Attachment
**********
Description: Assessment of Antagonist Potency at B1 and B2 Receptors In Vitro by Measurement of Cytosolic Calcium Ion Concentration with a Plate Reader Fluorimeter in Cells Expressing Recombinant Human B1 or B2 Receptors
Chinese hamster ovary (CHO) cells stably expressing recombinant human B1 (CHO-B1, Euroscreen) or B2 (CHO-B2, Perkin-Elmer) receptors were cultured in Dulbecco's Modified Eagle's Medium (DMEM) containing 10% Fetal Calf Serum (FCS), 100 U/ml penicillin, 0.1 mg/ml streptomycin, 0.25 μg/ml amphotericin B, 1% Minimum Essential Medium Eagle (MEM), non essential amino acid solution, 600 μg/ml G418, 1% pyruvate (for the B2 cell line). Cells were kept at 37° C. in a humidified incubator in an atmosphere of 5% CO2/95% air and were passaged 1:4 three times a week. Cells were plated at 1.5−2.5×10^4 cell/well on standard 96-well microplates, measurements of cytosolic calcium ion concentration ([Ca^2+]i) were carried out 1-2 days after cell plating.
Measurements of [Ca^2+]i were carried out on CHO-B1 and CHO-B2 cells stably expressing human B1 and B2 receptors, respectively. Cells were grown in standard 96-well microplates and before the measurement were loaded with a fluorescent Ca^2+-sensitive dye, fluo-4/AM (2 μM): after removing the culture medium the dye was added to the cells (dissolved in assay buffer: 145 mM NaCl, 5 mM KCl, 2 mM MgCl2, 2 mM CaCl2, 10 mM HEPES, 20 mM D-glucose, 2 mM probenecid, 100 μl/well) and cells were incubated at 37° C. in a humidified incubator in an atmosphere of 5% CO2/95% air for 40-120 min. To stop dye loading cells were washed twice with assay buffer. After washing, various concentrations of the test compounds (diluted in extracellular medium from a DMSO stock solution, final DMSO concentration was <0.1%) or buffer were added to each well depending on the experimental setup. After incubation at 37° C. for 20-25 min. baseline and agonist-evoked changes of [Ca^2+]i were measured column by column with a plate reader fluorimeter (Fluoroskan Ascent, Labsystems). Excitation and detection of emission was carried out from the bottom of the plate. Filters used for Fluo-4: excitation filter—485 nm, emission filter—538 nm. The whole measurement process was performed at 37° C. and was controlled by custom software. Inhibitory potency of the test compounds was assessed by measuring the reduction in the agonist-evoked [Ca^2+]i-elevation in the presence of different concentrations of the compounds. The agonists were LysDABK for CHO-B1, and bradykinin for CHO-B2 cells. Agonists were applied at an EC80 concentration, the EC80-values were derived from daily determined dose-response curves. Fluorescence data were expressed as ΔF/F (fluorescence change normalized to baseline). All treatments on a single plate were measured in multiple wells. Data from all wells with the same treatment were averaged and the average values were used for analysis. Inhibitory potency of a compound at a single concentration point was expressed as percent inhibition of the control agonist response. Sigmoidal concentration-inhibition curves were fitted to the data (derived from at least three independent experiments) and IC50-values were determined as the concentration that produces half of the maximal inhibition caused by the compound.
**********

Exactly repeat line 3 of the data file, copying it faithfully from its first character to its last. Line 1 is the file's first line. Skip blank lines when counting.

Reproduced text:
Measurements of [Ca^2+]i were carried out on CHO-B1 and CHO-B2 cells stably expressing human B1 and B2 receptors, respectively. Cells were grown in standard 96-well microplates and before the measurement were loaded with a fluorescent Ca^2+-sensitive dye, fluo-4/AM (2 μM): after removing the culture medium the dye was added to the cells (dissolved in assay buffer: 145 mM NaCl, 5 mM KCl, 2 mM MgCl2, 2 mM CaCl2, 10 mM HEPES, 20 mM D-glucose, 2 mM probenecid, 100 μl/well) and cells were incubated at 37° C. in a humidified incubator in an atmosphere of 5% CO2/95% air for 40-120 min. To stop dye loading cells were washed twice with assay buffer. After washing, various concentrations of the test compounds (diluted in extracellular medium from a DMSO stock solution, final DMSO concentration was <0.1%) or buffer were added to each well depending on the experimental setup. After incubation at 37° C. for 20-25 min. baseline and agonist-evoked changes of [Ca^2+]i were measured column by column with a plate reader fluorimeter (Fluoroskan Ascent, Labsystems). Excitation and detection of emission was carried out from the bottom of the plate. Filters used for Fluo-4: excitation filter—485 nm, emission filter—538 nm. The whole measurement process was performed at 37° C. and was controlled by custom software. Inhibitory potency of the test compounds was assessed by measuring the reduction in the agonist-evoked [Ca^2+]i-elevation in the presence of different concentrations of the compounds. The agonists were LysDABK for CHO-B1, and bradykinin for CHO-B2 cells. Agonists were applied at an EC80 concentration, the EC80-values were derived from daily determined dose-response curves. Fluorescence data were expressed as ΔF/F (fluorescence change normalized to baseline). All treatments on a single plate were measured in multiple wells. Data from all wells with the same treatment were averaged and the average values were used for analysis. Inhibitory potency of a compound at a single concentration point was expressed as percent inhibition of the control agonist response. Sigmoidal concentration-inhibition curves were fitted to the data (derived from at least three independent experiments) and IC50-values were determined as the concentration that produces half of the maximal inhibition caused by the compound.